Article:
While its non-conference schedule won't ever be dubbed a killer, Arkansas has managed to avoid something that the other SEC Western Division basketball teams have not.
That would be to lose to a so-called mid-major, something Arkansas did three times last season in non-conference action and has already happened to the five other Western teams at least once this season.
While Arkansas (8-2) was rallying to beat visiting Texas Southern, 67-59, last Wednesday, Auburn (4-7) – who had already lost home games to Samford, Campbell and Jacksonville - was falling to Presbyterian.
On that same night, LSU (7-5) was dropping a home game to North Texas after previously losing games to Nichols and Coastal Carolina in Baton Rouge.
Alabama (6-6) has lost in tournament play to St. Peter's, Mississippi State (8-5) to both Appalachian State and Florida Atlantic in Starkville and Ole Miss (9-3) a home game to Dayton.
"There are too many Division I-A basketball teams," Arkansas head coach John Pelphrey said. "I don't think everybody really understands how hard it is. There are good basketball players everywhere working hard. There are good coaches.
"Shoot, you can get out and win several games in a row and the next thing you know you could be losing two or three games in a row," added Pelphrey, likely referencing Tennessee's hot start and then struggling with smaller schools. "We play so many games that is it a very challenging thing for a coach and very challenging thing for a student-athlete who is young to understand that it is never easy and it really is a reflection of life."
Pelphrey noted that the reduction from 15 scholarship players on a roster to 13 back in the 1990s has allowed more teams around the country to grab better talent.
"You have to show up every single day and the moment you think you are good, the moment in time you think you have arrived, you can just get punched right in the mouth," Pelphrey said. "The whole BCS and this league and that league doesn't really mean a whole lot in college basketball. You can really pick up the paper any night or look on the computer and it is real."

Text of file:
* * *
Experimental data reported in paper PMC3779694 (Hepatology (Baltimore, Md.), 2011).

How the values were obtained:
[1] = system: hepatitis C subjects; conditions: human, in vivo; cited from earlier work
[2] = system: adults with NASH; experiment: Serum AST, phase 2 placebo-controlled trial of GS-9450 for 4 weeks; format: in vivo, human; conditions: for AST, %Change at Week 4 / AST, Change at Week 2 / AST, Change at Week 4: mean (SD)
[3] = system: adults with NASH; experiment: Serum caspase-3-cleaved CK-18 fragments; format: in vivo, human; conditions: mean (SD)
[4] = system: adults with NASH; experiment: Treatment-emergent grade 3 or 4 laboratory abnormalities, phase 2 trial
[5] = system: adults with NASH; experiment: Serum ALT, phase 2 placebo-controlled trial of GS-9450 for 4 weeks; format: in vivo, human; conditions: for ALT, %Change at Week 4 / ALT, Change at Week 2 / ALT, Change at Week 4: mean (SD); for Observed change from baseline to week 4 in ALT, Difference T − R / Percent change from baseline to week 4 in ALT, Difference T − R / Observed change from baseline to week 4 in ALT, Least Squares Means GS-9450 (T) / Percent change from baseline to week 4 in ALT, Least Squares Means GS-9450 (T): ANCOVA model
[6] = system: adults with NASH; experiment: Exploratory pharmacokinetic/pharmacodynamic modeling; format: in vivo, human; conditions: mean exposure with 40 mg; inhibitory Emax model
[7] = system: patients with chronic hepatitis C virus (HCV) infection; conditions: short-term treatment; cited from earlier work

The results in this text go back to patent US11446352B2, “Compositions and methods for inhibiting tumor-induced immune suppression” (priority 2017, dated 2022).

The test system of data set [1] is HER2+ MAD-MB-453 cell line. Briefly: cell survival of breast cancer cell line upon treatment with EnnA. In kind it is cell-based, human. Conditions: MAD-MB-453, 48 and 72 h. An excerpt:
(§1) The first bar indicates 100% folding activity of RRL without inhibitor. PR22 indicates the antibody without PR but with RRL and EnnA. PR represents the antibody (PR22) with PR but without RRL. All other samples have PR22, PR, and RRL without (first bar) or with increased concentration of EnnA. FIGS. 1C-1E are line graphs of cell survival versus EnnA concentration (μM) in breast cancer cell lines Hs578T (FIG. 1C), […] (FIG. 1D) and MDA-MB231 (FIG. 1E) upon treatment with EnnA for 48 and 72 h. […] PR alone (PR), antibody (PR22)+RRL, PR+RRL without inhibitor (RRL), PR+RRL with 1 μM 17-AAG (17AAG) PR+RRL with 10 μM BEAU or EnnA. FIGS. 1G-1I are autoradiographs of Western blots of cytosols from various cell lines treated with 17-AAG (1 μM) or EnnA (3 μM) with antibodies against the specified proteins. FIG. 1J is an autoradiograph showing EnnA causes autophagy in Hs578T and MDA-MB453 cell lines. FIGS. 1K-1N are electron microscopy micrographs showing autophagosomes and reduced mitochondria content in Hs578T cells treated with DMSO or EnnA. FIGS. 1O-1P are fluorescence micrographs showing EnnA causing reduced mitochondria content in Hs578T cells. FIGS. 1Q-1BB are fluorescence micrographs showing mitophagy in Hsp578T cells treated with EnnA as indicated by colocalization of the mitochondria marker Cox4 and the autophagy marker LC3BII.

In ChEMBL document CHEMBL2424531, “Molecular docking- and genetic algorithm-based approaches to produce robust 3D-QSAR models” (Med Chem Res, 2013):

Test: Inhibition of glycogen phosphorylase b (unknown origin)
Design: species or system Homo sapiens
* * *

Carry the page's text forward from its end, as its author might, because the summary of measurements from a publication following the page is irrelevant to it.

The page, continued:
The Razorbacks will try to avoid that fate Wednesday night when North Carolina A&T (5-6) invades Bud Walton Arena.
The Aggies were blown out by Ohio State (102-61) and Florida (105-55) early in the season. They rebounded to win four straight before losing at Mississippi State (74-58), at Stanford (76-59) and at Arizona State (56-50) in a game they led most of the contest.
"My kids played with a lot of guts," said N.C. A&T head coach Jerry Eaves after the Arizona State game. "My team is getting closer and closer to being able to play and compete with the type of players that attend the Arizona State's and Stanford's. It's a shame we couldn't get this one."
Nic Simpson, a 6-3 junior guard, led the way for North Carolina A&T in that last loss with 17 points, 5 rebounds and 5 assists while 6-6 sophomore forward Adrian Powell had 10 points and 6-9, 220-pound senior center Thomas Coleman 9 points and 12 rebounds while battling foul trouble.